Another pipeline, once completed, would bring Afghanistan lucrative transit fees. The $7.5 billion project known as TAPI is a 1,700-kilometer natural gas pipeline that brings natural gas from Turkmenistan, home of the world’s fourth largest reserves of natural gas, through Afghanistan to Pakistan and India. The project has to overcome many hurdles, including funds and security, since it is meant to wind through 735 kilometers of southern and western Afghanistan and Pakistan’s southwestern Balochistan province. Indian Prime Minister Narendra Modi in his July 2015 trip to Turkmenistan called the TAPI project a “key pillar” of economic engagement between India and Turkmenistan. Modi, however, also pointed to a land-sea route through Iran that’s being considered.

Gwadar Project

India is eager to get involved in the Chabahar project, which was also delayed by sanctions. The $46 billion Pakistan-China Gwadar project may have been a driving factor for India to complete Chabahar project. Even though the volume of the Chabahar project is currently a fraction of Gwadar ($85 million), it has the potential to become a multi-billion-dollar deal. The China Pakistan Economic Corridor (CPEC) will connect Gwadar to the rest of Pakistan, including the most unstable provinces, and would involve major infrastructure work.

Developing the Gwadar project would serve the entire South Asia region. Most importantly, the project is expected to improve the security situation of the region. Improving the security of Pakistan’s Balochistan will directly benefit Iran, Afghanistan, and India.

Security and political stability are critically important for such an expensive and strategic project. The historic nuclear accord is expected to align perfectly with the interests of South Asian countries and, consequently, enhance cooperation. The economic consequences of the deal can help Afghanistan become a corridor to link Asia and Europe.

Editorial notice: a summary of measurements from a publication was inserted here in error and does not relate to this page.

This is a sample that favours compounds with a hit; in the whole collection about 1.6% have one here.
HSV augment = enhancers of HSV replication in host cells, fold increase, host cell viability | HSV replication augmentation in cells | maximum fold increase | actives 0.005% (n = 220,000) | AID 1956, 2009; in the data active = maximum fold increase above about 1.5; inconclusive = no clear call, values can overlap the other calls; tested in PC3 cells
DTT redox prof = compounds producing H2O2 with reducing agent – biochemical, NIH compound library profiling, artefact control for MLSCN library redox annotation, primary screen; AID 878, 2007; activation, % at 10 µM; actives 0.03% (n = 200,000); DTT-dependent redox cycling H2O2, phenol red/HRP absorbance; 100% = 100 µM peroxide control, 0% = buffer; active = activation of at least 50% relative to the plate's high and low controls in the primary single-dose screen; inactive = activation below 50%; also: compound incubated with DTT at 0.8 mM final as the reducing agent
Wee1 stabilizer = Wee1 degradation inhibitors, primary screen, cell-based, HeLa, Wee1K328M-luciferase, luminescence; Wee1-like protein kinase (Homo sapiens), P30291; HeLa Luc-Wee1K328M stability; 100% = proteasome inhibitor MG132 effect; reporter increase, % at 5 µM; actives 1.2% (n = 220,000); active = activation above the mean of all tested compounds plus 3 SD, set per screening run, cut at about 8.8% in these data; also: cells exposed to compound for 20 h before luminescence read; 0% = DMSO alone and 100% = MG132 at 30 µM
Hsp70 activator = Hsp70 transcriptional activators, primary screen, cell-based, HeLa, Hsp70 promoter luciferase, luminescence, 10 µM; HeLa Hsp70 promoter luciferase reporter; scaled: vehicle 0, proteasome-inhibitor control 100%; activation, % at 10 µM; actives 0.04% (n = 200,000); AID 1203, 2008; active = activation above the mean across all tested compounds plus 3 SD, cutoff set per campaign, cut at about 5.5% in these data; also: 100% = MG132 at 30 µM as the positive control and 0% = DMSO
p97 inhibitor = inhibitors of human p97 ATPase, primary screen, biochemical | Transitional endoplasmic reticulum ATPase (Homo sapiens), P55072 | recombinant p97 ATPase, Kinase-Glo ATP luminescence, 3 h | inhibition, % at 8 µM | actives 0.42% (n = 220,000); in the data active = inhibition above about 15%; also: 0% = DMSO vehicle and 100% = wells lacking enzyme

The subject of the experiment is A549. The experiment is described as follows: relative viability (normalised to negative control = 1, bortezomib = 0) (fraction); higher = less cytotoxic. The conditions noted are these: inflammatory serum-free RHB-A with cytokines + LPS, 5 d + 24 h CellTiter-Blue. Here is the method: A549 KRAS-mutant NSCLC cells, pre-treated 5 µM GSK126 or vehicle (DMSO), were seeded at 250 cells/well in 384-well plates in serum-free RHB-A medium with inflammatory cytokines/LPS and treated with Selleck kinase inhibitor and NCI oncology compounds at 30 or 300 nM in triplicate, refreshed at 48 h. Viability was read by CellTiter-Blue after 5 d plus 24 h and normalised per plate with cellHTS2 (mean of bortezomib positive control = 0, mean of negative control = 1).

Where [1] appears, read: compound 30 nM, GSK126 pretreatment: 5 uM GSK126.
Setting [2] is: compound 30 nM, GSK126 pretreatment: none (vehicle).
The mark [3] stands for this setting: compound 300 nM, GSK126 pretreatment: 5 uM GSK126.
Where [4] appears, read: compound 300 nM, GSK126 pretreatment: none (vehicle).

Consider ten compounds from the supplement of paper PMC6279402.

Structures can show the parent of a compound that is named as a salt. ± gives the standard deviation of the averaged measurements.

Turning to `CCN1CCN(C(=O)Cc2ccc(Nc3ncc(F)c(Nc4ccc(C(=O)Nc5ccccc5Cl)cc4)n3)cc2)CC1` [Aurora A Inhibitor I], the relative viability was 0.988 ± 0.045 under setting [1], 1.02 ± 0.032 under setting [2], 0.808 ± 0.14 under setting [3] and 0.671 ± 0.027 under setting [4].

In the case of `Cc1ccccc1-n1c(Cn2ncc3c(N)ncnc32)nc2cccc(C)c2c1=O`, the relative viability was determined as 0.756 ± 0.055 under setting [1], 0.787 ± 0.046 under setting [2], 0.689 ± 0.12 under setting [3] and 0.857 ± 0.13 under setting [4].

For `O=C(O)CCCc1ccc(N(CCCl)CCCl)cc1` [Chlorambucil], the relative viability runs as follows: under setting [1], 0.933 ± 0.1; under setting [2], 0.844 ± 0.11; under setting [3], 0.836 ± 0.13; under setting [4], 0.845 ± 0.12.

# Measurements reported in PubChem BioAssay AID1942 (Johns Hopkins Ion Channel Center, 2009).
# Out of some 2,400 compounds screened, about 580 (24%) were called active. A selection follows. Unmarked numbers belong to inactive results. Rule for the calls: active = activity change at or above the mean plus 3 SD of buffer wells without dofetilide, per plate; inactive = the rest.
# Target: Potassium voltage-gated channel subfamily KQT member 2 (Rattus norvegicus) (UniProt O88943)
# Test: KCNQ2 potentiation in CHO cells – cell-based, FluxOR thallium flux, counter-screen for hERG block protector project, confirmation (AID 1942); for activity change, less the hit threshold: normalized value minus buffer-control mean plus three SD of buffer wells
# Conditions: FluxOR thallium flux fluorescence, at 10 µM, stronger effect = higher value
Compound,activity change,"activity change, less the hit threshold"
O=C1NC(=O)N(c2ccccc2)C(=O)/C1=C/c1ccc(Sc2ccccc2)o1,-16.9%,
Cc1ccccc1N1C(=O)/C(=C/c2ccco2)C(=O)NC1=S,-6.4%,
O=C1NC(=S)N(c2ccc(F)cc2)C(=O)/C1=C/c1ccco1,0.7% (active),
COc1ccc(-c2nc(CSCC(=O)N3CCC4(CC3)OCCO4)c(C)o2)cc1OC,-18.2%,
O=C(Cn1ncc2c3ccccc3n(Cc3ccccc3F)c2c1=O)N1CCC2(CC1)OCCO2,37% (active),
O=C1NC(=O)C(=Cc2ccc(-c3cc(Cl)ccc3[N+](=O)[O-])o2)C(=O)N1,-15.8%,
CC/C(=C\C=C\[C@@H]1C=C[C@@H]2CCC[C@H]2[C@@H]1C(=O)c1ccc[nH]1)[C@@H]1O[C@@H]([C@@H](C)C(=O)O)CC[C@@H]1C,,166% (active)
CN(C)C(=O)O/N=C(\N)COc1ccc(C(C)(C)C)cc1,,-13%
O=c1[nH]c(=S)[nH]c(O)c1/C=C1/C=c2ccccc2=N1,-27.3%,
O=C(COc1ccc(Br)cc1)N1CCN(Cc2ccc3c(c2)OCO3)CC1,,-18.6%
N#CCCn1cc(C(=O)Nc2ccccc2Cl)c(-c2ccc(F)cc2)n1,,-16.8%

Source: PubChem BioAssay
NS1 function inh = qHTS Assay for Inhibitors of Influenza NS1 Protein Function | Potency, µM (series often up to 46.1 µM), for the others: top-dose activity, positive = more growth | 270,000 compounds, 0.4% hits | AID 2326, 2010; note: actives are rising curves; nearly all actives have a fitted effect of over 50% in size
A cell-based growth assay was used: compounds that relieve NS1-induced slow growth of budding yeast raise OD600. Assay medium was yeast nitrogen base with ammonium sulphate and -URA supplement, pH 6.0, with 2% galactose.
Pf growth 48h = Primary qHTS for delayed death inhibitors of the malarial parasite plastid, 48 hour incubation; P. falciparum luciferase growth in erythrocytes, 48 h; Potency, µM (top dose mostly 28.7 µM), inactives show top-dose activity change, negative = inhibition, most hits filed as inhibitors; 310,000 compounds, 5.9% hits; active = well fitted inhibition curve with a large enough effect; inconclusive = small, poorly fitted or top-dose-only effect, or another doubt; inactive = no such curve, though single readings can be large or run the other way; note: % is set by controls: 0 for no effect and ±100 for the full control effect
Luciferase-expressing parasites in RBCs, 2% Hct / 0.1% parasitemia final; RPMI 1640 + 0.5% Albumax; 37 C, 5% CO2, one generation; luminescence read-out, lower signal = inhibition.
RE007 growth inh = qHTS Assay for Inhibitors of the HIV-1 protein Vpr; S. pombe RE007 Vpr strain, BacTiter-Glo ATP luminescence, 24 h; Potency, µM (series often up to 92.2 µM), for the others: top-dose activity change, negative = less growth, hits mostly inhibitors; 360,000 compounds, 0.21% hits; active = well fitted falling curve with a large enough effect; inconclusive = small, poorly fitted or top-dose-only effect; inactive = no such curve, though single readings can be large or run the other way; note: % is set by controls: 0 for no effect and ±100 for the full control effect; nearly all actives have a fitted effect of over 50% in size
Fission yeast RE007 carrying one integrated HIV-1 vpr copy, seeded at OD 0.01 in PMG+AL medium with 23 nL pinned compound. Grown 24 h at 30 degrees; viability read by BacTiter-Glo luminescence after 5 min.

Although India is developing the Chabahar project and China is developing the Gwadar project, the two ports will not be in competition. Chabahar will remain important for Persian Gulf countries and Central Asia. Iran’s possible cooperation in Gwadar (since the TAPI pipeline will flow to Gwadar) will expand trade between the two countries.

South Asia is a very complicated and divided region, yet the countries there have vital common interests that outweigh their rivalries. The expansion of Pakistan’s connections with Central Asia does not necessarily threaten India. China has common interests and trade relations with Iran, Pakistan, India, and Afghanistan. A Chinese delegation is now negotiating with India about filling what is called the trade vacuum. The Gwadar project will benefit all the countries in the region including India. The most important outcome of cooperation will be security improvements in the region.

In a volatile region such as South Asia, economic development is not only about improving people’s lives, it’s also a means of enhancing security. In this regard, the nuclear deal can further increase the security in the region by creating enormous economic opportunities for the countries. Although its future behavior can’t be predicted with any certainty, an Iran that is heavily engaged with the West and its neighbors is more likely to think twice before jeopardizing such opportunities by departing from the terms of the nuclear deal.

Photo: Gwadar port

Fatemeh Aman

Fatemeh Aman, a nonresident senior fellow at Atlantic Council’s South Asia Center, has written on Iranian, Afghan, and other Middle Eastern affairs for over 20 years. She has worked and published as a journalist, and her writings have appeared in numerous publications, including Jane’s Islamic Affairs Analyst, Jane’s Intelligence Review, the Atlantic Council, and the Middle East Institute’s publications. She is the author of the Atlantic Council’s Water Dispute Escalating between Iran and Afghanistan (2016), and co-author of Iran, Afghanistan, and South Asia: Resolving Regional Sources of Instability (2013).